Roguelikes and Space Sims are two genres that have been gaining huge support from the gaming community over the last few years. Seeing the popularity of these two genres, Rockfish Games, a studio consisting of a team that had previously worked on the groundbreaking mobile Galaxy on Fire series decided to mash up these two popular genres into one fast-paced action-packed, not to mention gorgeous looking, single-player roguelike experience called EVERSPACE.
Fortress of Solitude was afforded the opportunity to ask a few questions to one of the founders and CEO of Rockfish Games, Michael Schade regarding EVERSPACE and their experiences during the development process.
In my review, I described the feel of the gameplay as an egg in salt water, very floaty and imprecise. My assumption was that the game was probably designed as a VR experience first and then a controller experience second. Is this an accurate assumption?
Michael Schade: To the contrary, EVERSPACE was designed as a 3D space shooter with super tight controls optimized for mouse and keyboard. We believe it is one of our strongest selling points and received lots of positive feedback for it. We added VR support as an option due to strong community demand during our Steam Greenlight campaign back in 2015. We also put a lot of effort into nailing gamepad controls, but like with any FPS on consoles, the controls can feel floaty compared to playing with mouse and keyboard.
If a player takes the time to get used to gamepad controls, they can have a blast with it, too. Bear in mind that EVERSPACE is not a classic space sim but a fast-paced 6DOF shooter, where strafing and aiming precision is key to success. Its flying physics are much closer to Freelancer and Descent as opposed to Elite: Dangerous, for instance.
I could imagine creating a game is an incredibly expensive exercise. As an Indie studio, how do you develop a game through crowdfunding? Do you have a percentage of the budget secured and use crowdfunding to fill the gap?
Michael Schade: At the beginning of the development of EVERSPACE, we had some money left from our previous project and got a loan from a business friend, which helped us to keep the studio going for about nine months. This was enough time to develop a decent prototype and prepare our Kickstarter in August 2015.
We raised €420K on Kickstarter and another €250K through our website, which enabled us to go on until we released EVERSPACE in Early Access in September 2016. Fortunately, the launch went pretty well alongside a big feature on the Steam front page. Thanks to several major content and feature updates, sales continued to be pretty strong throughout the nine months in Early Access. Eventually, we warped out of Early Access with the full release in May 2017, made it to the front page again and became a global top seller once more.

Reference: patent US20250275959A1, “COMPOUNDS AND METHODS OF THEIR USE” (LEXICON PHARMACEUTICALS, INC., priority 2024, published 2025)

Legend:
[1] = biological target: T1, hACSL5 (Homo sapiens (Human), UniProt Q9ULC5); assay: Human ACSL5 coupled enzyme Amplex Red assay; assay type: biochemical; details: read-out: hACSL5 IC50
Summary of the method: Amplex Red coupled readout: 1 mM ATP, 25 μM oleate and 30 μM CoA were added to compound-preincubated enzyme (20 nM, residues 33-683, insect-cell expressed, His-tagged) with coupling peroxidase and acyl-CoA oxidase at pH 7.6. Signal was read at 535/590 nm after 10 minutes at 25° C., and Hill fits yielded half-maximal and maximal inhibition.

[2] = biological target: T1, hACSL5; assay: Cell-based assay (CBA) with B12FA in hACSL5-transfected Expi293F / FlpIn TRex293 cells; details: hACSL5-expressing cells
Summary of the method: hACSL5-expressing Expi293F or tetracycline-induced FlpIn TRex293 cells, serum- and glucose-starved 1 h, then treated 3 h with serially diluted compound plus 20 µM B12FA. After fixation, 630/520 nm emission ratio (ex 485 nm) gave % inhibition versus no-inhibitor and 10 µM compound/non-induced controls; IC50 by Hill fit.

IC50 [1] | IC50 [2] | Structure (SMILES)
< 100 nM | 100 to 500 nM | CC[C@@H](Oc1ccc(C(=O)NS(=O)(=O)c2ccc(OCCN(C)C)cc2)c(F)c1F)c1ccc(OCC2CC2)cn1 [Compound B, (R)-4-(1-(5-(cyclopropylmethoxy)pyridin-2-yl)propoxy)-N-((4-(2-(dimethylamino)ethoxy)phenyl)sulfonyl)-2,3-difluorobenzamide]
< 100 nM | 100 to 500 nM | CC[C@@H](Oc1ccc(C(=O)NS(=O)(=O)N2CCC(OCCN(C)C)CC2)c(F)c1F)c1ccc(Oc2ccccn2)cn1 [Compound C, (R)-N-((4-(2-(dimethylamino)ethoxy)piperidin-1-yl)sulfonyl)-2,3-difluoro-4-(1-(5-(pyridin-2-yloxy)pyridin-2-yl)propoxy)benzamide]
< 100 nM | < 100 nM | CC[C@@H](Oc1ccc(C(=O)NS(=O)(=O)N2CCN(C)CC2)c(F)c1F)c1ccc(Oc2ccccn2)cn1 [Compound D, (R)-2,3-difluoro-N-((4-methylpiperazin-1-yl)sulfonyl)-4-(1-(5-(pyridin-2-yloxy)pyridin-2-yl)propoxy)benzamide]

In my review, I again made an assumption that the release date was pushed back as often as it was due to issues around crowdfunding. Is that a reason?
Michael Schade: Fair enough, the full release was postponed by a few months, though this is not unusual in the game industry even for AAA titles. Developing games is an incredibly complex process with lots of unknowns involved. So, if things are not polished enough yet, and postponing the release can make a better game, of course, you push back the release date.
Most fans appreciate it, and it is also the better strategy from a commercial point of view. I do want to mention though, that the EVERSPACE Early Access release happened a month earlier than we estimated in our Kickstarter, so we consider to have delivered the initial product on time. That is the exception to the rule for crowdfunded projects.
What made you decide on developing a rogue-like dogfighter space sim? It is a fairly saturated market. Games like EVE: Valkyrie, Freespace and Elite Dangerous, to name a few, offer a similar experience. What made you believe EVERSPACE would be able to compete with (and in my opinion) beat these other games?
Michael Schade: Well, as the creators of the iconic mobile space shooter series Galaxy on Fire, we knew we had a large fan base that we could build on along with the space game enthusiasts who were waiting for a top-notch but accessible arcade space shooter for PC and consoles. At the time, other big space games were either super complex space sims with brutal PvP combat and Newtonian physics that require HOTAS support for the best experience, or overpromised on delivering a space exploration with a feature set wide as an ocean but only a few inches deep, or focused on a niche audience for a PvP-VR space shooter, or were simply outdated.
For budget reasons – but also to cater to the fairly large roguelike fan base – we decided to combine two popular genres and incorporate a storyline that fits the nature of a roguelike, which hasn’t been done before. When we hit Steam Greenlight with 89% positive votes of over 17k in total, we knew we were on to something. After the successful Kickstarter the proof was in the making, and when EVERSPACE eventually became one out of 12 Steam Early Access Platinum Graduates of 2017, the evidence was there: our concept really paid off.